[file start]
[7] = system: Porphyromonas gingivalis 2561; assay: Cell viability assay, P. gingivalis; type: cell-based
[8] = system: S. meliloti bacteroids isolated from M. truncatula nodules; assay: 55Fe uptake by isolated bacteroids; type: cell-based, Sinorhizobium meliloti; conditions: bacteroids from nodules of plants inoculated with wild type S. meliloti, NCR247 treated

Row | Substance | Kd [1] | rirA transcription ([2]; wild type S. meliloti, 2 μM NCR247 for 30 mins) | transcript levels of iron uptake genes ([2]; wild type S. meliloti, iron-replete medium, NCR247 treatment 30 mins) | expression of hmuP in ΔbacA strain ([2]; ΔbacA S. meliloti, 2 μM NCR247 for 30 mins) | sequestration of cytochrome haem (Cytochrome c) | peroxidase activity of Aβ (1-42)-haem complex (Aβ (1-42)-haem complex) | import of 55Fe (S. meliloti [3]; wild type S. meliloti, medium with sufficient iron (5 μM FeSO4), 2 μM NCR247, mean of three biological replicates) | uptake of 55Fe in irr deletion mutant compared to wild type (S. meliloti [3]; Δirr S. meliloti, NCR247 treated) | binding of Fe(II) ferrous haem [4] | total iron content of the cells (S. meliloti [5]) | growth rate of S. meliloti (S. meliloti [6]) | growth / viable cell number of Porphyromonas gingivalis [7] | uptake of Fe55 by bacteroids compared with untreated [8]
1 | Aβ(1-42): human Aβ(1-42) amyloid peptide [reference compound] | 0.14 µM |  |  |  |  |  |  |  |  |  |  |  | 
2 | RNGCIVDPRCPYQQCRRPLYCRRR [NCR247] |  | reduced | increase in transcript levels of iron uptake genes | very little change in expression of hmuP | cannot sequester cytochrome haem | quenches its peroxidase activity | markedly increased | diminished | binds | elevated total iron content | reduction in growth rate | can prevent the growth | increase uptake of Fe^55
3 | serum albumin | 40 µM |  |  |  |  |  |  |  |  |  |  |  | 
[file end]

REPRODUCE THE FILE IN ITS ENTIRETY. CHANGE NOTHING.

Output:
[7] = system: Porphyromonas gingivalis 2561; assay: Cell viability assay, P. gingivalis; type: cell-based
[8] = system: S. meliloti bacteroids isolated from M. truncatula nodules; assay: 55Fe uptake by isolated bacteroids; type: cell-based, Sinorhizobium meliloti; conditions: bacteroids from nodules of plants inoculated with wild type S. meliloti, NCR247 treated

Row | Substance | Kd [1] | rirA transcription ([2]; wild type S. meliloti, 2 μM NCR247 for 30 mins) | transcript levels of iron uptake genes ([2]; wild type S. meliloti, iron-replete medium, NCR247 treatment 30 mins) | expression of hmuP in ΔbacA strain ([2]; ΔbacA S. meliloti, 2 μM NCR247 for 30 mins) | sequestration of cytochrome haem (Cytochrome c) | peroxidase activity of Aβ (1-42)-haem complex (Aβ (1-42)-haem complex) | import of 55Fe (S. meliloti [3]; wild type S. meliloti, medium with sufficient iron (5 μM FeSO4), 2 μM NCR247, mean of three biological replicates) | uptake of 55Fe in irr deletion mutant compared to wild type (S. meliloti [3]; Δirr S. meliloti, NCR247 treated) | binding of Fe(II) ferrous haem [4] | total iron content of the cells (S. meliloti [5]) | growth rate of S. meliloti (S. meliloti [6]) | growth / viable cell number of Porphyromonas gingivalis [7] | uptake of Fe55 by bacteroids compared with untreated [8]
1 | Aβ(1-42): human Aβ(1-42) amyloid peptide [reference compound] | 0.14 µM |  |  |  |  |  |  |  |  |  |  |  | 
2 | RNGCIVDPRCPYQQCRRPLYCRRR [NCR247] |  | reduced | increase in transcript levels of iron uptake genes | very little change in expression of hmuP | cannot sequester cytochrome haem | quenches its peroxidase activity | markedly increased | diminished | binds | elevated total iron content | reduction in growth rate | can prevent the growth | increase uptake of Fe^55
3 | serum albumin | 40 µM |  |  |  |  |  |  |  |  |  |  |  | 